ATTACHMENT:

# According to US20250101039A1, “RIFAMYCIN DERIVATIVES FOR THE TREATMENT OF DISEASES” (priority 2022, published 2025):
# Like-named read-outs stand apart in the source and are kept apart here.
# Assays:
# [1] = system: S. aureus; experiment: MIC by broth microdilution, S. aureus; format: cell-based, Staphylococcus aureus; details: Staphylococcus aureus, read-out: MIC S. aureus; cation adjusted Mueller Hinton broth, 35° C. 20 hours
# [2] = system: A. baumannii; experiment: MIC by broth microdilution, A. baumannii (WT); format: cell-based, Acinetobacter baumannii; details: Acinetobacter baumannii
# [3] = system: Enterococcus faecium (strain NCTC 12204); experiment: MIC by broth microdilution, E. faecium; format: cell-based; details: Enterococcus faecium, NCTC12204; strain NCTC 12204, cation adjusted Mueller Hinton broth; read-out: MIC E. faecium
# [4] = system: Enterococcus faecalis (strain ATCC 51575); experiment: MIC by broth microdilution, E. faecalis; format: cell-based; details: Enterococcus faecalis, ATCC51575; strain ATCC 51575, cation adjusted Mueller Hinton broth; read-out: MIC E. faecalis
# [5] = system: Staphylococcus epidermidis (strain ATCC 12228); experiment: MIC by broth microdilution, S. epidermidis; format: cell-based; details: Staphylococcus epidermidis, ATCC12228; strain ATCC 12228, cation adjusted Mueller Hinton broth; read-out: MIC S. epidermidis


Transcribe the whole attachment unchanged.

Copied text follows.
# According to US20250101039A1, “RIFAMYCIN DERIVATIVES FOR THE TREATMENT OF DISEASES” (priority 2022, published 2025):
# Like-named read-outs stand apart in the source and are kept apart here.
# Assays:
# [1] = system: S. aureus; experiment: MIC by broth microdilution, S. aureus; format: cell-based, Staphylococcus aureus; details: Staphylococcus aureus, read-out: MIC S. aureus; cation adjusted Mueller Hinton broth, 35° C. 20 hours
# [2] = system: A. baumannii; experiment: MIC by broth microdilution, A. baumannii (WT); format: cell-based, Acinetobacter baumannii; details: Acinetobacter baumannii
# [3] = system: Enterococcus faecium (strain NCTC 12204); experiment: MIC by broth microdilution, E. faecium; format: cell-based; details: Enterococcus faecium, NCTC12204; strain NCTC 12204, cation adjusted Mueller Hinton broth; read-out: MIC E. faecium
# [4] = system: Enterococcus faecalis (strain ATCC 51575); experiment: MIC by broth microdilution, E. faecalis; format: cell-based; details: Enterococcus faecalis, ATCC51575; strain ATCC 51575, cation adjusted Mueller Hinton broth; read-out: MIC E. faecalis
# [5] = system: Staphylococcus epidermidis (strain ATCC 12228); experiment: MIC by broth microdilution, S. epidermidis; format: cell-based; details: Staphylococcus epidermidis, ATCC12228; strain ATCC 12228, cation adjusted Mueller Hinton broth; read-out: MIC S. epidermidis